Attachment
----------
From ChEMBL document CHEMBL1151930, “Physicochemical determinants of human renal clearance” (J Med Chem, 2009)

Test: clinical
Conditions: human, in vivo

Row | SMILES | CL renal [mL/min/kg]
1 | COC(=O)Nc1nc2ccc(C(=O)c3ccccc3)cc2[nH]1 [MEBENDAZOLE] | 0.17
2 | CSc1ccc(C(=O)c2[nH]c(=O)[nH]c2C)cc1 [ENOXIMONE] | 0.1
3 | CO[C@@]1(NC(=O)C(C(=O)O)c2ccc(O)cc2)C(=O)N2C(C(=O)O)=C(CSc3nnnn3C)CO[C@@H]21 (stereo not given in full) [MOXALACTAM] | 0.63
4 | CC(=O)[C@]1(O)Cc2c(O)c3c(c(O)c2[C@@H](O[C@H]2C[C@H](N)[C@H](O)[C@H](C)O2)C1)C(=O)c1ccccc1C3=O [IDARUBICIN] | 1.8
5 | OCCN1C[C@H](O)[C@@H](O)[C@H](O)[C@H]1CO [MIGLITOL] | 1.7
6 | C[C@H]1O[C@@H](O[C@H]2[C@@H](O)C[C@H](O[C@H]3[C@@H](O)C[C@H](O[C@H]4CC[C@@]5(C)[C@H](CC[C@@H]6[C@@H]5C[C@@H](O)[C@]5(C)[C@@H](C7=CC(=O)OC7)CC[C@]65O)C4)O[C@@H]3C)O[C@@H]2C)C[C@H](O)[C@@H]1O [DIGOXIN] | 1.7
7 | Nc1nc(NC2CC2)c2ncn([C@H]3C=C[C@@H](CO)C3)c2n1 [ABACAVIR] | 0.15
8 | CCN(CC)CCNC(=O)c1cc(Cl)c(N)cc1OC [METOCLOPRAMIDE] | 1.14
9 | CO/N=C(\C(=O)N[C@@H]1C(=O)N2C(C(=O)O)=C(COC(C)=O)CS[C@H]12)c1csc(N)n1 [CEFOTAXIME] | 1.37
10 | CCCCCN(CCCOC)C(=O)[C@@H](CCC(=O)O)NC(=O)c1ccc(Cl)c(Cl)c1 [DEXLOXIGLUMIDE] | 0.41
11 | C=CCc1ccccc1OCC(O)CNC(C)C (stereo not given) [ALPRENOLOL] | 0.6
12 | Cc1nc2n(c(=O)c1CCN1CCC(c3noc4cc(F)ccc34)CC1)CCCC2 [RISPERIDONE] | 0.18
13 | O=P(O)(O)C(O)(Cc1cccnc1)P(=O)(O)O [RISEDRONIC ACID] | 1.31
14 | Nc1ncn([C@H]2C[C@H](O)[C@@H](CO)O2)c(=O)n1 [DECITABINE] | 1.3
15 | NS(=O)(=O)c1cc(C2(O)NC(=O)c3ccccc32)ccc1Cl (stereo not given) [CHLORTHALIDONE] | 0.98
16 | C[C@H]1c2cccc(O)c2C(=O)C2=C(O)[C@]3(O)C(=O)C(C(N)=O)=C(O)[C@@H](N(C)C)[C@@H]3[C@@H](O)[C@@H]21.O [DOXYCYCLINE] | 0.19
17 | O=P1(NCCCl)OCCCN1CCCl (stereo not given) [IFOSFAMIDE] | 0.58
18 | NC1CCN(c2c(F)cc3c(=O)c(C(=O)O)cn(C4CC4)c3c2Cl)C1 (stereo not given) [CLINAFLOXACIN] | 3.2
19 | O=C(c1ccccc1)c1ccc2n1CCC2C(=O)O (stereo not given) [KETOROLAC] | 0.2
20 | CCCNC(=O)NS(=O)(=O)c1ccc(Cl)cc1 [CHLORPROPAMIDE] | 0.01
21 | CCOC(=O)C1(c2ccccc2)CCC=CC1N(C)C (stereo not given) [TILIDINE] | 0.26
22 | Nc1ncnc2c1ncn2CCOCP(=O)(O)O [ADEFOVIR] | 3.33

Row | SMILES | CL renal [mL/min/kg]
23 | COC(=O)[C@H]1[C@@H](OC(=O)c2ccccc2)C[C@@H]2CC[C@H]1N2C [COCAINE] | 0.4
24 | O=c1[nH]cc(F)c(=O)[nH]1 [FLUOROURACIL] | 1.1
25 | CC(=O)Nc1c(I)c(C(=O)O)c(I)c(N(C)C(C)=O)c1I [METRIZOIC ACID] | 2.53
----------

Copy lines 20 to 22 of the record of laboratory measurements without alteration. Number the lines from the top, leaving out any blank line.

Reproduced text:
16 | C[C@H]1c2cccc(O)c2C(=O)C2=C(O)[C@]3(O)C(=O)C(C(N)=O)=C(O)[C@@H](N(C)C)[C@@H]3[C@@H](O)[C@@H]21.O [DOXYCYCLINE] | 0.19
17 | O=P1(NCCCl)OCCCN1CCCl (stereo not given) [IFOSFAMIDE] | 0.58
18 | NC1CCN(c2c(F)cc3c(=O)c(C(=O)O)cn(C4CC4)c3c2Cl)C1 (stereo not given) [CLINAFLOXACIN] | 3.2